Health is very much like money: if you do not know how to go about it to make it last longer, you are going to run out of it. Interestingly, this idea is far from novel. People have debated it in both philosophy and science fiction movies. However, if the interest behind working toward making the dollars last longer is desire- and comfort-pleasing, the interest behind living a longer and healthier life is in fact related to being around a few very important individuals for a longer time. Health is the key ingredient in fulfilling love and offering those we care deeply about a longer and better life. But, in order to make somebody hear me and intentionally act to improve their own health, I must first understand what does that patient live for. Anything outside of this key information is a waste of time and a generator of an incredible load of frustration on both sides.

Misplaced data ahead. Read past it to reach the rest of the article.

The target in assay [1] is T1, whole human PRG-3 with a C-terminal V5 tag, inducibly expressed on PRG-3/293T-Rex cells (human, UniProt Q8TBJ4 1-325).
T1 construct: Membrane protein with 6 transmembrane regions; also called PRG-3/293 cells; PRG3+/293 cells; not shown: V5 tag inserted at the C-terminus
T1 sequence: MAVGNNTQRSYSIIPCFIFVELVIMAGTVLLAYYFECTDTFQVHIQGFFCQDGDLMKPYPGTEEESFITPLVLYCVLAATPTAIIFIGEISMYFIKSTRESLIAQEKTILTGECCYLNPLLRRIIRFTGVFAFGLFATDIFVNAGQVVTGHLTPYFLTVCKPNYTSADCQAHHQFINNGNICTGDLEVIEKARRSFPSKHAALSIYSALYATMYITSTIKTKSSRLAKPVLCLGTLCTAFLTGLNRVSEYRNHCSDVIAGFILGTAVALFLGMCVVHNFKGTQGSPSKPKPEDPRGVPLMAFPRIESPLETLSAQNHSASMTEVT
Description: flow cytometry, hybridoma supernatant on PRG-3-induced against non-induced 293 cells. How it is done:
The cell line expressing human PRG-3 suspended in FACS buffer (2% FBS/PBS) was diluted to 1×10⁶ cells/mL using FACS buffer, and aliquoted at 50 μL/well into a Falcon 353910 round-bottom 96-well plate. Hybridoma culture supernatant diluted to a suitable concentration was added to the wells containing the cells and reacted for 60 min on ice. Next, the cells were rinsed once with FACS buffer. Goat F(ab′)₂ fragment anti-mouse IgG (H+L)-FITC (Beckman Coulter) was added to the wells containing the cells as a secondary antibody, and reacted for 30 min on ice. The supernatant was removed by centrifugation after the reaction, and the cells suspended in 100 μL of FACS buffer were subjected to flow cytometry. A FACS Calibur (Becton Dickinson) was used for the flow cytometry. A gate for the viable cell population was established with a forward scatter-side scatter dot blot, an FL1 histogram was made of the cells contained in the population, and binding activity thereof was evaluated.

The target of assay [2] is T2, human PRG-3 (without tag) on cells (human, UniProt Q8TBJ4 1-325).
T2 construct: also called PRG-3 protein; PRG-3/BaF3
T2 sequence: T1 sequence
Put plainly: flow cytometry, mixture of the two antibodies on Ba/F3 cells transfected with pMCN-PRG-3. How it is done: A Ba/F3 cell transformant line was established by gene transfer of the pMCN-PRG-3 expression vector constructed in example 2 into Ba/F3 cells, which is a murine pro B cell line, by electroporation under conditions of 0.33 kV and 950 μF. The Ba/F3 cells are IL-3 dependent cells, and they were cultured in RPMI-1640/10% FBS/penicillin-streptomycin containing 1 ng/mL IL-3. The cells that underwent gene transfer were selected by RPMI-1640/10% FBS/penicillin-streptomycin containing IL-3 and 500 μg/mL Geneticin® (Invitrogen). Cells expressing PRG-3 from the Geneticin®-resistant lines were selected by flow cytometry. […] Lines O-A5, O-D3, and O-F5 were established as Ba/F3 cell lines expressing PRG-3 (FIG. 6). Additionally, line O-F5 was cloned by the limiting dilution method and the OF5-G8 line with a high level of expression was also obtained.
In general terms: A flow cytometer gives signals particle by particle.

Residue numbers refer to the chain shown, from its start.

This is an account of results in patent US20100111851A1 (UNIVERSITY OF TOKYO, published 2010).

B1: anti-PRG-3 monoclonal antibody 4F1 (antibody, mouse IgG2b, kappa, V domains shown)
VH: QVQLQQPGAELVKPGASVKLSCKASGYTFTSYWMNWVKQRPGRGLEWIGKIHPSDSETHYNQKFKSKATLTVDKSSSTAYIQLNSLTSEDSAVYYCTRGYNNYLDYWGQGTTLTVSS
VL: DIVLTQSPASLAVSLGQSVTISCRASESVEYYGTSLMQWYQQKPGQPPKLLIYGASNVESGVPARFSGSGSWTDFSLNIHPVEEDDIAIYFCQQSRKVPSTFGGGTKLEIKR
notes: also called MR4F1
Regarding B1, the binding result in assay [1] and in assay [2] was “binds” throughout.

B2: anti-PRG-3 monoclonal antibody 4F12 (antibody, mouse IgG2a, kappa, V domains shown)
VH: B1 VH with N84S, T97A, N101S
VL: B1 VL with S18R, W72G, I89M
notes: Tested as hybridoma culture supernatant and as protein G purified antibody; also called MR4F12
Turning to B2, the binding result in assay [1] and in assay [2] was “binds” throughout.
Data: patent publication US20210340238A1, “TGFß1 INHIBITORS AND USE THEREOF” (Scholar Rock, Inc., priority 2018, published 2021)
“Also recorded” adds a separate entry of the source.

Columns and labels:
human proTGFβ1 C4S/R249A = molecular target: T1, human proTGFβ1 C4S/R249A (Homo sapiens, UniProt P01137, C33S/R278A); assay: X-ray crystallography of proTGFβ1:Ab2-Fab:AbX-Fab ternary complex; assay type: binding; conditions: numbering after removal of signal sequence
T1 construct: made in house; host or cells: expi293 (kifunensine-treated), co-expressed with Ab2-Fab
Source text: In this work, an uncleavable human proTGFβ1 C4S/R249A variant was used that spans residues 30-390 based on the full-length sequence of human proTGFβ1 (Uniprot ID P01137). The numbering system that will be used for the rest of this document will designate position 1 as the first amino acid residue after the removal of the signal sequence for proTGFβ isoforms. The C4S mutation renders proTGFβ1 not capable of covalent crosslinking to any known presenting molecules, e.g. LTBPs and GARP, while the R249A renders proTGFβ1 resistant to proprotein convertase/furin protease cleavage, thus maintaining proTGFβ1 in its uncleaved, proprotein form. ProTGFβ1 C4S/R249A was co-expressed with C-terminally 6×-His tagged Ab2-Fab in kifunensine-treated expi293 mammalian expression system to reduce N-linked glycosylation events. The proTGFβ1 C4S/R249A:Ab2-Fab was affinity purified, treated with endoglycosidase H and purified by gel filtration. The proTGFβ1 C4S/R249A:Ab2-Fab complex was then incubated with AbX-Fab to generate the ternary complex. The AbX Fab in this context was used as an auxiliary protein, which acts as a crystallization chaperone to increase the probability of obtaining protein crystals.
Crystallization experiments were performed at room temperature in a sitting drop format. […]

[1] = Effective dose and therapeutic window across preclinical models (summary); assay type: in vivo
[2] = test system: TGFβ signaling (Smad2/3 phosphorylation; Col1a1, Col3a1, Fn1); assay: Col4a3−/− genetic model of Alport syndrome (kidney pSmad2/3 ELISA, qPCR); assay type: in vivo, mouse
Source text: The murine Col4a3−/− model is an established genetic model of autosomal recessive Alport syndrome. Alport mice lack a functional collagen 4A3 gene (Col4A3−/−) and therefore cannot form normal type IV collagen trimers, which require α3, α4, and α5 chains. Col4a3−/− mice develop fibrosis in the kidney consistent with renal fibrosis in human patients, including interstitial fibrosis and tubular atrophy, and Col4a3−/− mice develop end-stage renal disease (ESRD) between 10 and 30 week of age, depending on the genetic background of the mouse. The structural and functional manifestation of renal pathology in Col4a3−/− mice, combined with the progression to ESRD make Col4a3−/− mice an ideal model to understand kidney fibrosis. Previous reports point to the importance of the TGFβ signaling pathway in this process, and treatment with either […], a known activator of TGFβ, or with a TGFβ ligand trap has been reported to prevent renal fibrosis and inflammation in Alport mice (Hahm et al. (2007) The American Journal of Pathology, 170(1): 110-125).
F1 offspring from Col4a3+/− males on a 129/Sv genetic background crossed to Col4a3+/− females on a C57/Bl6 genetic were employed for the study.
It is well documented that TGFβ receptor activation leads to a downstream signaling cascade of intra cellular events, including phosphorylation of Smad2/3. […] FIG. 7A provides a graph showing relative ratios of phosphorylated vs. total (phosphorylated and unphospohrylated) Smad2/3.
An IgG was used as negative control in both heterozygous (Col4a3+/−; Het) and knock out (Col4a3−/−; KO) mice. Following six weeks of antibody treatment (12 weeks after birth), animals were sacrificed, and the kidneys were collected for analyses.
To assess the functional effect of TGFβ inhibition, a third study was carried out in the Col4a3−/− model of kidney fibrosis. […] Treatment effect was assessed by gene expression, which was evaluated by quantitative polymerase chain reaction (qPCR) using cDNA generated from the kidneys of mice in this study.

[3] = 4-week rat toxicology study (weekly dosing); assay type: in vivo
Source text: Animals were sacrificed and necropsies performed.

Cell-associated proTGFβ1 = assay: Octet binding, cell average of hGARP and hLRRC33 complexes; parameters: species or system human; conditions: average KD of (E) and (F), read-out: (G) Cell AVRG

Am I saying that every clinical care provider should be a psychologist first? I guess, in a way, I am saying that… This came as a surprise to me as much as it may come to you. But there is no surprise that anyone for whom you attempt to make a difference you should be able to reach on a level which he or she will be able to open, willingly partake in the exchange, and apply what I say in their own life. Let me make it clearer: I get to meet a patient or a caregiver in a moment that is about to shift someone’s living toward a different path. Whether that means eating less chocolate, drinking less alcohol, or quitting smoking – or, even worse, remembering to take an irritating action regularly, something like taking a pill or going to the gym. Well, if you intend to inspire anyone to do anything close to the above, then you are the messenger, the trigger that will detour one’s life for a considerable length of time, eventually forever. If you understand that “one cannot step twice in the same river”, then you understand that in such a moment you will indeed change one’s life forever! How come? It’s all about the TIME. The moment in time will never be the same again. THE MOMENT is key and your ability is the ONLY reason that will detour one from path A to path B. That “ability” is the synergistic mix of education, experience and wholehearted intent under the oath you once took to help all humans in need.